What Is True Faith? (6) Grounded In God’s Inerrant Word

blue-bloods-table Last time we saw that faith is a gift.
The Evangelical Theological Society met in Baltimore this week. They discussed the inerrancy of Scripture. My former colleague and now frequent critic, John Frame, gave the plenary address defending the inerrancy of Scripture. I’m thankful for his defense of inerrancy because Scripture is God’s inerrant Word. It is infallible. That is the testimony of the Word incarnate about the Word written: “Your Word is Truth” (John 17:17). When I was a seminary student we were on the tail end of an “inerrancy debate.” I have bookshelves lined with books defending inerrancy (as I have books by modernists and neo-evangelicals critiquing inerrancy). When I began teaching full-time (and thus pastoring part-time; I’ve never stopped being a pastor) I had a discuss with a scholar about the state of the inerrancy debate. He said (paraphrasing), “it’s finished. The discussion has moved on.” I was a little surprised by that but I was a neophyte and had spent the last several years in the 16th century so I wasn’t in any position to contradict him. Nevertheless, I was never comfortable with that assessment. It seemed unlikely that, after Modernity, after Kant et al, after the apparently successful assertion of human autonomy with respect to all other authorities how could the conflict between Modernity and Scripture ever dissipate? It might ebb but it can never go away. The debate over inerrancy is just a manifestation of the larger contest between God’s authority and the authority of his clear (perspicuous) Word over against the Modern (and modernist) assertion of self.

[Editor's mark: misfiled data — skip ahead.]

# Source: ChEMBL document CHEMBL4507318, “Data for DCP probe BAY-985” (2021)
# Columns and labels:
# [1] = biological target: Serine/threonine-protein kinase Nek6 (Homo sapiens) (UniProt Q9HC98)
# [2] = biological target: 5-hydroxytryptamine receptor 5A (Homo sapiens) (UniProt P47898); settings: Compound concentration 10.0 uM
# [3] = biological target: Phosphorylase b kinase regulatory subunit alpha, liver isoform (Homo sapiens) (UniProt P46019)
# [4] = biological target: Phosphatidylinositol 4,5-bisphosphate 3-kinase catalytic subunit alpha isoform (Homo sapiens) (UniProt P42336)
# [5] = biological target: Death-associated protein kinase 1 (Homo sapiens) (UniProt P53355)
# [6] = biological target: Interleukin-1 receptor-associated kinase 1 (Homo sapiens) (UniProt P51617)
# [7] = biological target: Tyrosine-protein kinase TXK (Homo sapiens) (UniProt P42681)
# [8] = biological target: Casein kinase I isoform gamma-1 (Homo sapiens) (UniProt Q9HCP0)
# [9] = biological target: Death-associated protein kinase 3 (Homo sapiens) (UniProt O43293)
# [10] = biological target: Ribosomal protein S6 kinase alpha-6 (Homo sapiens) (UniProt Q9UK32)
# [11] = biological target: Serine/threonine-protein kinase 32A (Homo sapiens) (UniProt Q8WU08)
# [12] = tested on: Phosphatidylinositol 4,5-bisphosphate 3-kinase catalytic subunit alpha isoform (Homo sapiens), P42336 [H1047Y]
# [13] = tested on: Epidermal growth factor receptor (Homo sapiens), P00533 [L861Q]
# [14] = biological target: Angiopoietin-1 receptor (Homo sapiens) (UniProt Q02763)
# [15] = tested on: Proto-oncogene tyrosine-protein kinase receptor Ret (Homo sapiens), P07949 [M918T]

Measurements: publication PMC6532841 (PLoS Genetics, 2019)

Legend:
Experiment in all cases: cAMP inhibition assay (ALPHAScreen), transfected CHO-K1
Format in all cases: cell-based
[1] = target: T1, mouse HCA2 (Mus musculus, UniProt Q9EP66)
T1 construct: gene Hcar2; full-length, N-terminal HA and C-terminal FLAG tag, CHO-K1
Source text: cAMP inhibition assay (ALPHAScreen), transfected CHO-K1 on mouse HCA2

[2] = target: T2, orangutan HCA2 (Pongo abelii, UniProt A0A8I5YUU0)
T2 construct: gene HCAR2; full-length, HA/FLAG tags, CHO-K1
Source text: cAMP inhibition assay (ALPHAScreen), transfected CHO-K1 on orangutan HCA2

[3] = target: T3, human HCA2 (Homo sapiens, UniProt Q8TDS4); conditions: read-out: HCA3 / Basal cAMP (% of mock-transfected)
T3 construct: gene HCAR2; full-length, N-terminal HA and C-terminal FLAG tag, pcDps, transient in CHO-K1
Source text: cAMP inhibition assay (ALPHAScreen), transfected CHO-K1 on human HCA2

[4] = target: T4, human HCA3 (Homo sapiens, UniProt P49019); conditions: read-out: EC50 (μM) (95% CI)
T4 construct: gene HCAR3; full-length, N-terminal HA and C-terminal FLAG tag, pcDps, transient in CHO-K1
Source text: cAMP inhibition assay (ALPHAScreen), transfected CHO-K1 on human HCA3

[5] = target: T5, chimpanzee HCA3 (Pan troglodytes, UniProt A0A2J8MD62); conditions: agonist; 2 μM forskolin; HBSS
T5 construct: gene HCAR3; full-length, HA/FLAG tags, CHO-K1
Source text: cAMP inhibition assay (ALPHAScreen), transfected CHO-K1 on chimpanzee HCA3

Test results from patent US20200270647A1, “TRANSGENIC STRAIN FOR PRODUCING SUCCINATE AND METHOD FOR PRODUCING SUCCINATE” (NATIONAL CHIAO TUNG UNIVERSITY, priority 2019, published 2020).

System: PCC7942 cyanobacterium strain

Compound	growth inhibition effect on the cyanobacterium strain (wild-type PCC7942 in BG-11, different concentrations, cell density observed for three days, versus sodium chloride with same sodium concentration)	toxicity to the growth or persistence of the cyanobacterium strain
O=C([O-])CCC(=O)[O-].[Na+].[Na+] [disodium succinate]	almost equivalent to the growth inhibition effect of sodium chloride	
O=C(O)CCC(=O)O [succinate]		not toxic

In the mid to late-17th century the assertion of self, in Descartes and Locke, was ostensibly in the service of the faith, in the defense of the existence of God. It was an assertion nonetheless. I am deciding. I am the subject of the verb. I choose. I perceive. I doubt. I know. Prior to Modernity, God was the subject of the verb. That’s why older theologies frequently begin with God. The doctrine of Scripture may not occur in them until the end of the volume. Such an approach is unthinkable today because today, after the Enlightenment we must defend the propriety even of speaking about God and the supernatural—so pervasive is naturalism that I must fight with the spell checker to type the word supernatural! The early modernists were rationalists (the primacy of the human intellect over all other authorities) or empiricists (the superiority of human sense perception over all other authorities). In late Modernity, the assertion of autonomy has become subjectivist: my subjective experience is superior to all other claims. In earlier Modernity there was contest for truth. In late modernity the very existence of truth has been abandoned for “your truth” (i.e., your experience) and mine. In any discussion with a child of late modernity, experience über alles.

The Modernist core, however, of late Modernity manifests itself with the re-emergence of the inerrancy debate. Underneath the assertion of the primacy of subjective experience lies the conviction that reasonable people (even though it is an article of faith that it now untenable even to say “reasonable people”—who is to say what is reasonable? By what standard? Haven’t we shown that all those standards are merely social (and economic) constructs? Well, there is a little thing called nature. It’s not a social construct. Throw a penny from the top of the state capital and it behaves the same way it behaved before Kant and after Derrida.

So, it shouldn’t surprise us that inerrancy is a question again because it must be a question. The Modernist denial of all other authorities must destroy the reliability of Holy Scripture. Thus, it is significant that, in Q/A 21, the Reformed churches confess:

21. What is true faith?

True faith is not only a certain knowledge whereby I hold for truth all that God has revealed to us in His Word; but also a hearty trust, which the Holy Spirit works in me by the Gospel, that not only to others, but to me also, forgiveness of sins, everlasting righteousness and salvation are freely given by God, merely of grace, only for the sake of Christ’s merits.